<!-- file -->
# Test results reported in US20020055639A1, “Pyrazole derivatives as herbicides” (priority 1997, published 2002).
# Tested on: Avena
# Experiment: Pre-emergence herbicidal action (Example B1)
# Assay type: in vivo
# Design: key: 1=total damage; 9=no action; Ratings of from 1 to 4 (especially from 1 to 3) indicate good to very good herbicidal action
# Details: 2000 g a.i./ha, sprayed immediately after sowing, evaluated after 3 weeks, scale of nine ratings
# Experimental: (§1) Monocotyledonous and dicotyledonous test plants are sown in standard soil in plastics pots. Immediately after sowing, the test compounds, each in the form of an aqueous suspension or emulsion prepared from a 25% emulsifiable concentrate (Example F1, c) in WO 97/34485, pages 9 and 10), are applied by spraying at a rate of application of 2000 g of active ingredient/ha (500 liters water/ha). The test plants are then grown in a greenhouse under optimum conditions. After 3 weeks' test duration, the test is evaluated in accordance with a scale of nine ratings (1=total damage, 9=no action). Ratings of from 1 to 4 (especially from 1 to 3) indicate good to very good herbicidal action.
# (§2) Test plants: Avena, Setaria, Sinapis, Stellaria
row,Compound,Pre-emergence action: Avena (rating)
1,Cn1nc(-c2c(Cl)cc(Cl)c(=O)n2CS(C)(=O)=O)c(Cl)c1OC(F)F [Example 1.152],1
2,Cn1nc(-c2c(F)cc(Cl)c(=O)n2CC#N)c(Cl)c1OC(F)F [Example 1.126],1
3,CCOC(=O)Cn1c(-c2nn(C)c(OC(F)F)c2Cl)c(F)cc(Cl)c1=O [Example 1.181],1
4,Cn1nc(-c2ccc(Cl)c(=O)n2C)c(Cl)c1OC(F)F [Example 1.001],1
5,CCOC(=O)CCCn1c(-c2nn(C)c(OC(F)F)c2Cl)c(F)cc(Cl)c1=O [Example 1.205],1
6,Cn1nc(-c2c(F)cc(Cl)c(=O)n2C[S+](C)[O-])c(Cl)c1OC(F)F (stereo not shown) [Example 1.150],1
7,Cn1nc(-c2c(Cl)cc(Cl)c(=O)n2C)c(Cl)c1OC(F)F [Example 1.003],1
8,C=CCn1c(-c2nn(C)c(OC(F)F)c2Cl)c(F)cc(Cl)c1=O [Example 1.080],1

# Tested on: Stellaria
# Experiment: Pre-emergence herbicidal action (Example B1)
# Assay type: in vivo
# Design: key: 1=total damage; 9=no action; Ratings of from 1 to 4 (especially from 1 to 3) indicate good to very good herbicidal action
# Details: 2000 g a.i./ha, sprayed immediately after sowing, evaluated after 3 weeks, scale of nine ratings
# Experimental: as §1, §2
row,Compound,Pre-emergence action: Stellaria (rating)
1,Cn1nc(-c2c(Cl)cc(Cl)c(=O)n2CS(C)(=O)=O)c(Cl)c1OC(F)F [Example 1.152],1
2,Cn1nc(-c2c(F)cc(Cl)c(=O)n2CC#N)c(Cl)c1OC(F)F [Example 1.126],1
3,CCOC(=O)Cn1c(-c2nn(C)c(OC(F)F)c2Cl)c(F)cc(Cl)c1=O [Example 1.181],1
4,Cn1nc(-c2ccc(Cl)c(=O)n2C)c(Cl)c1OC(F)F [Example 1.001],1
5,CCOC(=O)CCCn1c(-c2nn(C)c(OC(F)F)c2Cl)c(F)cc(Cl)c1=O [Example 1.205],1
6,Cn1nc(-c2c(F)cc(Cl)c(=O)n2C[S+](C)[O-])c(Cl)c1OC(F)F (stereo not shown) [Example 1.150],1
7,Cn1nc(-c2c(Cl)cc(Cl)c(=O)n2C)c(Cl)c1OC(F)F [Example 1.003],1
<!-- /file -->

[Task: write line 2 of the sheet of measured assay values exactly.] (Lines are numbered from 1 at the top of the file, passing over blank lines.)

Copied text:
# Tested on: Avena